Reminding you that I will be taking down these 30 posts in the very near future :). Maybe you’ll see them in the future in some other form or “location.”
This post has been EDITED. The disappearance of that last poem: a mystery. It went the way of the other September poems–back into my writing box.
If you have enjoyed reading these one day poems, you might like my book Doll God where the poems have had a little more time coming into the world. It’s now a Finalist in the New Mexico-Arizona Book Awards!!!
Yesterday I opened an email listing the Finalists for the New Mexico-Arizona Book Awards and dismally scrolled through it, sure that Doll God was overlooked.
But it WASN’T! It’s a Finalist! That was really wonderful news to get at the end of the week. Buy it here haha:
A week that has been a little rough. Remember my dear Nakana I brought home from the shelter two months ago? Suddenly her liver values have jumped dramatically. That apparently is BAD in cats. More tests on Monday . . . . Please send prayers or good vibes for her, if you are willing.
You know how I’m always yammering about poetry and memoir? Well, darned if I didn’t get a short story (fiction!) published today in Crack the Spine. Called “Small Solace,” it’s a little bit weird. I hope you enjoy it. If you do, please go to one of the magazine’s sites and post a comment of some sort about it. That’s because they use feedback to determine what pieces go into a print issue and which writers they do a Wordsmith interview on (they only choose one author each issue).
I was born with the desire to know what it’s like to live more than one life. If you’re a reader, you understand what I mean. That’s why we read. For the time it takes to read a novel or memoir, we can get inside someone else and look through his or her eyes at the world around us. Better yet, we can hear that writer or character’s heartbeat.
When I choose a book I tend to choose a memoir or fiction that is closely tied to one protagonist. But I just finished a book that is a compilation of memoirs by a group of writers.
These writers are bound together by a writing class and a commonality: they have all experienced being homeless. Writing Our Way Home is subtitled “A group journey out of homelessness.” Edited by southern writer and blogger Ellen Morris Prewitt, whose touch is so light her name is not on the cover or title page, this book weaves together the stories of fifteen writers and organizes them thematically.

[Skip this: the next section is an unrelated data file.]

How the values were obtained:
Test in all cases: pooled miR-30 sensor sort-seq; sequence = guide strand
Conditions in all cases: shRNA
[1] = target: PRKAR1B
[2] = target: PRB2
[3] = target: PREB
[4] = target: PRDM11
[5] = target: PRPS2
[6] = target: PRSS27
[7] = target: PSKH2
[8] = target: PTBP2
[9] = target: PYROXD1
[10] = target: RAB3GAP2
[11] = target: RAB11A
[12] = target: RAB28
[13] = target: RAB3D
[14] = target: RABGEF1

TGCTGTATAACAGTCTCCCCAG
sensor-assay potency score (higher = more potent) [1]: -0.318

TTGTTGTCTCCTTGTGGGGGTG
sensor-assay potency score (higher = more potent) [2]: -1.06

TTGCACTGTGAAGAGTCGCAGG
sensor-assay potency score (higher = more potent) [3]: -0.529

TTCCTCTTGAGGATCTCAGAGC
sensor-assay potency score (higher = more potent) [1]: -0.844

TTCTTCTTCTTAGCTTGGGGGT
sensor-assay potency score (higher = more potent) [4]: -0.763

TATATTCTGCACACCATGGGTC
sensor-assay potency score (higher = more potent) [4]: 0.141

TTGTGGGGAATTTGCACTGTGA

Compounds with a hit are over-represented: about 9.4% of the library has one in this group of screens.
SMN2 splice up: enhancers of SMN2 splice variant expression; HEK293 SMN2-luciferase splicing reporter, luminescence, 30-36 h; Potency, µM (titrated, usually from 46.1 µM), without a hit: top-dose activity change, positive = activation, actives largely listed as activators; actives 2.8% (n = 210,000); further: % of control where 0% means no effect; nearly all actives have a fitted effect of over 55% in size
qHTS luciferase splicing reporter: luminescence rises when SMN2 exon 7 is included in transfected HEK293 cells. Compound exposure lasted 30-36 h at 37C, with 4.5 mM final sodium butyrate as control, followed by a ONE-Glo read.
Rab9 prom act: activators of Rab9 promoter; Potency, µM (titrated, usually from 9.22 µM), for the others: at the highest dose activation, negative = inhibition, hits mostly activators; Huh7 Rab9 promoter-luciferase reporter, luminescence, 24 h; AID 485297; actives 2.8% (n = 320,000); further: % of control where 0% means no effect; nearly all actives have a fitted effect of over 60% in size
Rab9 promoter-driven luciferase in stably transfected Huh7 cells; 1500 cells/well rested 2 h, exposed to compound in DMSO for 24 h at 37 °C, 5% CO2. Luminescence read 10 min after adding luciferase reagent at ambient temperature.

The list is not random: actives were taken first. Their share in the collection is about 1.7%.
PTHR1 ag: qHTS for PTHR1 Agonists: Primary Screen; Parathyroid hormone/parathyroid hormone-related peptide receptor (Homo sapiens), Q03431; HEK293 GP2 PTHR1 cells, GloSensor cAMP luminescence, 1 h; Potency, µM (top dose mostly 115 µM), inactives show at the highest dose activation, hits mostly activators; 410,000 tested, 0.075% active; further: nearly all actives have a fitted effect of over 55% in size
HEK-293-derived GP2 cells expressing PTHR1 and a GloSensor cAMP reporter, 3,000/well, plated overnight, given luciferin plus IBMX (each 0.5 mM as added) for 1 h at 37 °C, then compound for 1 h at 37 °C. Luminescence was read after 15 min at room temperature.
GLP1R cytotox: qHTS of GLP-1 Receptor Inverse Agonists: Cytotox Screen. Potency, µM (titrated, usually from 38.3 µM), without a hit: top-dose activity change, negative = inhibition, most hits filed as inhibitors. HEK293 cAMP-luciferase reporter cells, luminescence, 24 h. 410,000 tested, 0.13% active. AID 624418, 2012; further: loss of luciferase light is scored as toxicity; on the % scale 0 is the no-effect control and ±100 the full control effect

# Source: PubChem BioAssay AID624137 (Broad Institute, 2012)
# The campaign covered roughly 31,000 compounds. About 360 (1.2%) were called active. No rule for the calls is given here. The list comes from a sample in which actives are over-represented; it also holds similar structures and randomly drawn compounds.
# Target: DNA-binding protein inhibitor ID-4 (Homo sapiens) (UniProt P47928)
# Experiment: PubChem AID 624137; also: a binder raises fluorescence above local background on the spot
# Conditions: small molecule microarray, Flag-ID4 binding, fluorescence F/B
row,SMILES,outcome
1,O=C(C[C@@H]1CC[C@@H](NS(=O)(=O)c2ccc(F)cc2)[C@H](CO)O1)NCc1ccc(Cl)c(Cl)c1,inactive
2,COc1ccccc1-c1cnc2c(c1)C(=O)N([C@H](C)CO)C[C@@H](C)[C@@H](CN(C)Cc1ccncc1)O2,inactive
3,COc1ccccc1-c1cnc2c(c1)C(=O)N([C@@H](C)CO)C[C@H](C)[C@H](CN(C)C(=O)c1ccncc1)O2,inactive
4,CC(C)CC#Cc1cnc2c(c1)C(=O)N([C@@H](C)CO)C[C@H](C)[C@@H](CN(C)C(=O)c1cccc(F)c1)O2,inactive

I began reading slowly because I wanted to isolate and listen to individual voices in the group and not confuse them with each other. I needn’t have worried. Very early on, I began to “hear” who was “speaking” within the first sentence or two of each brief entry. I listened to Leroy Scott’s straightforward prose, Cynthia Crawford’s engrossing storytelling, Tommy Payne’s brilliant and varied writing style, Latasha Jackson’s pattern of detailed imagery (sipping peach wine in the bath, the lost doll collection), and other unique voices. As Tommy himself says, “It is easy to tell a book written by James Michener from a book written by Ian Fleming. An Ernest Hemingway novel from a play written by Shakespeare.” And so it is with these writers.
Most importantly, I learned what these fifteen people had to say about their own lives and about the condition of being without a home.
The book developed from a writing class that Ellen teaches in Memphis. The class and the Door of Hope organization that runs the class seem to be based in Christian teachings, although I don’t find much about religion on their website other than that they offer contemplative prayer classes, as well as creative writing.
If you have ever—even once–looked at a homeless person and forgot that he or she has a whole history of living, relations, emotions, and past belongings, as well as current needs, hop over to Amazon and pick up a copy of this book! If you want to find out if you should give a handout to someone who asks, you will find eleven answers.
Now that I’ve read Writing our Way Home and had time to let it settle into my bones, I feel it’s permanently changed me. A big thanks to Roderick Baldwin, Donna Connie, Cynthia Crawford, Jacqueline Crowder, Veyshon Hall, Tamara Hendrix, William L. Hogan, Jr., Latasha Jackson, Anthony Johnston, Robbin K., Rhonda Lay, Jockluss Thomas Payne, Leroy Scott, WJS, and Master Major Joshua Williams for inviting me into your lives.